|Artzi Moladati, a New England IPA|
from the Chalutz Chadash Brewery:
Like all IPAs, it should be drunk
as fresh as possible.
The second "Protest Beer" I drank from the Chalutz Chadash ("New Pioneer") Brewery in Beersheva is named Artzi Moladati ("My Country, My Homeland"). It's called a New England IPA, leading the drinker to expect a very cloudy appearance, powerful fruity hop aromas and flavors without much bitterness, and a creamy or "juicy" mouthfeel.
(You can read about the first "Protest Beer" I drank, Bira v'Am Ha'aretz, and what these beers are protesting, by clicking here.)
Here again, Chalutz Chadash owner and brewmaster Gilad Ne-Eman uses the label to impart some of his philosophy: "A generation comes and a generation goes . . . and there is nothing new under the sun. London doesn't wait for me, and neither does Tel Aviv."
In the lower corner of the label, it says, "Sarah was here," referring to Gilad's great-grandmother Sarah Glickleich, an educator and leading figure of the Jewish community in Israel before statehood. The beer was made at the Sheeta Brewery in Arad.
All well and good, but what about the beer inside the bottle?
|From New England has come a|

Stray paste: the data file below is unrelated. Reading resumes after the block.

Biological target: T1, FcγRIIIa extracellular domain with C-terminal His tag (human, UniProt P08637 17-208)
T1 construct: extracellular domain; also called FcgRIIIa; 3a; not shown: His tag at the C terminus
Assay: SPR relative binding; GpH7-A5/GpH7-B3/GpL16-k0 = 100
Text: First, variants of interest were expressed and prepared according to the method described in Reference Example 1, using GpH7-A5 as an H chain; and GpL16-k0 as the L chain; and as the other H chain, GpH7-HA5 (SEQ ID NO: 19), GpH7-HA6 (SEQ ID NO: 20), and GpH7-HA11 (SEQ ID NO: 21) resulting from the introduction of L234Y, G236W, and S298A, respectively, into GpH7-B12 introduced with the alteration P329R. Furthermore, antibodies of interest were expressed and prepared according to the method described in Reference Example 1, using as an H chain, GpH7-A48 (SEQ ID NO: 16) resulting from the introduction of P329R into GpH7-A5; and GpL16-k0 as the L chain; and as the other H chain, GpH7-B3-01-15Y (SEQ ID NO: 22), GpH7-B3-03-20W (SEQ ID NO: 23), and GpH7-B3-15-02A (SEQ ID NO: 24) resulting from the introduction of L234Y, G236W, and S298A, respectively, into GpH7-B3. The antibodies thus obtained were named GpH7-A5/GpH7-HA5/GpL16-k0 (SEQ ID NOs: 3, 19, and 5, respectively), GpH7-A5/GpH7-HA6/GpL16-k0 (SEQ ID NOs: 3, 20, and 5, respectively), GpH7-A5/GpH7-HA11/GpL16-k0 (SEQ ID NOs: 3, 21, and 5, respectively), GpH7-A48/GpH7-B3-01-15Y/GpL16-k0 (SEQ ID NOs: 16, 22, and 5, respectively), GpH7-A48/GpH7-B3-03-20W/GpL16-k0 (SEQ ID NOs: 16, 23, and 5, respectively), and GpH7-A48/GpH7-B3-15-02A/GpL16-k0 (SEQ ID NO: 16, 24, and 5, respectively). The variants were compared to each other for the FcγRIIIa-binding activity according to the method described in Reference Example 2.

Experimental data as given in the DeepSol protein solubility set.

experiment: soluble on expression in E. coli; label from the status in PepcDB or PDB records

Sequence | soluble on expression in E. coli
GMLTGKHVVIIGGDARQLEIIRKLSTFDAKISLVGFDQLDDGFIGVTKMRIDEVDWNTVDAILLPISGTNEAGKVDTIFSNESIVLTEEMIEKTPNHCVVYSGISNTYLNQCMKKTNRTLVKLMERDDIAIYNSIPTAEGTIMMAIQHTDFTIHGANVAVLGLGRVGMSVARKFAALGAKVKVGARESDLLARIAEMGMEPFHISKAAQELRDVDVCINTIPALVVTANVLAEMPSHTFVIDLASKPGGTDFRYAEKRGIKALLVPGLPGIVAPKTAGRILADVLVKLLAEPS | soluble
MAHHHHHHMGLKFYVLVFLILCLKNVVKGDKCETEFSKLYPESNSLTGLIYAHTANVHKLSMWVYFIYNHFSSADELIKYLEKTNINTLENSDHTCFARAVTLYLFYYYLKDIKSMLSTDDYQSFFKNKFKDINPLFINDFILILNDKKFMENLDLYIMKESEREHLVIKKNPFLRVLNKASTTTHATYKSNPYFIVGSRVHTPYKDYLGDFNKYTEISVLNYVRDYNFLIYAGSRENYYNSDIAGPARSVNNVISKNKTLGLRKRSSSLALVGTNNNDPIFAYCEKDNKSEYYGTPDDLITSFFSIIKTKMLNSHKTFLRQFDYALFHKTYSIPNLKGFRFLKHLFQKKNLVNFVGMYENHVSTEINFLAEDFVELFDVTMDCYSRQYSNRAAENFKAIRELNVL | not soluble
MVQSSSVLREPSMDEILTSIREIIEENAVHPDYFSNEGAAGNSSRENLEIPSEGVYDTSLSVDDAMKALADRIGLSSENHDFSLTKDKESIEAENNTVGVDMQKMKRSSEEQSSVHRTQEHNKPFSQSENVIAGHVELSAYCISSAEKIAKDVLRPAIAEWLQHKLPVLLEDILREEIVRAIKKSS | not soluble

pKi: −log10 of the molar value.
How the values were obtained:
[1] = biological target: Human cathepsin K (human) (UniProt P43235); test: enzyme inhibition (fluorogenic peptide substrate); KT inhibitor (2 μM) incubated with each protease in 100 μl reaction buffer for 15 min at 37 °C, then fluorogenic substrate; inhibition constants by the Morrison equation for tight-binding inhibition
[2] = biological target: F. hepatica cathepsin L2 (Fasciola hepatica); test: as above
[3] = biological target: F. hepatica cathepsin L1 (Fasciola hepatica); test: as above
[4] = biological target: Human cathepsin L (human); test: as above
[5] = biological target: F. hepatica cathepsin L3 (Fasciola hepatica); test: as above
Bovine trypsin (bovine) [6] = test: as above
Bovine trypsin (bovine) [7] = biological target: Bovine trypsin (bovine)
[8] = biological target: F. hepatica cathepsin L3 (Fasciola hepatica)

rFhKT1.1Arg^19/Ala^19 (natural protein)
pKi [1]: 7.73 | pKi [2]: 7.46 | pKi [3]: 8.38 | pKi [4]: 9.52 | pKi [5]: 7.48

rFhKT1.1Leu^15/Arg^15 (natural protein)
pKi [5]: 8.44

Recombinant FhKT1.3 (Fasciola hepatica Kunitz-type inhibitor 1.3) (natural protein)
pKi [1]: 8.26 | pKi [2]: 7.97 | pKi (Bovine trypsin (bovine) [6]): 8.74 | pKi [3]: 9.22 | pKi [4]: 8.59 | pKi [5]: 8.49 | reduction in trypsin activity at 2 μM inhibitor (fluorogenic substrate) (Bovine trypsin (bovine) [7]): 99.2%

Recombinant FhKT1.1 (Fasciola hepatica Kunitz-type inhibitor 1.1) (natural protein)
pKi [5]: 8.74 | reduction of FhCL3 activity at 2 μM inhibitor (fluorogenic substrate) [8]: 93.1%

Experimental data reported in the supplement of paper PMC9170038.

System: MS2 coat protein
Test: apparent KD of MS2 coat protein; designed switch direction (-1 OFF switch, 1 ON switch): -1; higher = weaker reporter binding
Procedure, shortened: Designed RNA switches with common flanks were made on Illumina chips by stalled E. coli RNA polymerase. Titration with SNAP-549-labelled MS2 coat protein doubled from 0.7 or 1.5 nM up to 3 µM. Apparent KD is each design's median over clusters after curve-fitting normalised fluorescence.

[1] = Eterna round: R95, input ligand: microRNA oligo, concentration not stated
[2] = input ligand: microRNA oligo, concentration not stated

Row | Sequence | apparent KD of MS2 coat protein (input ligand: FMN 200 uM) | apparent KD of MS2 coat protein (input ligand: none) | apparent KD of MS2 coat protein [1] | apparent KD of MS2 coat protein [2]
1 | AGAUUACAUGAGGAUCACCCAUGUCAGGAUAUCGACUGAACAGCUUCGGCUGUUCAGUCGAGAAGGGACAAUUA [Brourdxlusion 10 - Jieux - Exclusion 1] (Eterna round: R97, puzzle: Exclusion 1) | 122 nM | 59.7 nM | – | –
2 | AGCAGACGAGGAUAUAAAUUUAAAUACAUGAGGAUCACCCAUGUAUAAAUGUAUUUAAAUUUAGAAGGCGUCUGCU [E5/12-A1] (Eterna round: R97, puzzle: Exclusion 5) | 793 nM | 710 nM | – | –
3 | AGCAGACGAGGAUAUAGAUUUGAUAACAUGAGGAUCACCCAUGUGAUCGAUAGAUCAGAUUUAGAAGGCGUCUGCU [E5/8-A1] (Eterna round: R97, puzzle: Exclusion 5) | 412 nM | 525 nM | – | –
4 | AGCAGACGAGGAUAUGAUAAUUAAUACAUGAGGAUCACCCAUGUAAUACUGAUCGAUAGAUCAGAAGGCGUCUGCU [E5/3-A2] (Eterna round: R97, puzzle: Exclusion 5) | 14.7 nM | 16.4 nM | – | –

beer style which should be
very hazy, full of fruity hop
aromas and flavors, not very bitter,
with a smooth, creamy mouthfeel.
The appearance has the promise of a NEIPA: A very murky, almost opaque orange to beige color with a frothy head. Gilad had warned us that the original color of this NEIPA was quite light, but due to the oxygenation of the hop oils, it had darkened.
The aromas, too, might have been affected by the beer being less than completely fresh when I drank it. The were scents of pine, perfume and citrus (grapefruit), but not very powerful. The taste was very bitter (also not within the style guidelines), with indistinct flavors of citrus, herbal and onion. Alcohol by volume is 5.9%, and it makes itself noticed. The finish is long and bitter.
All IPAs should be drunk as fresh as possible, due to the rapid deterioration of the delicate hop oils which give the beer its aroma and flavor. I think in this case I got on the train too late to fully enjoy all that Artzi Moladati had to offer.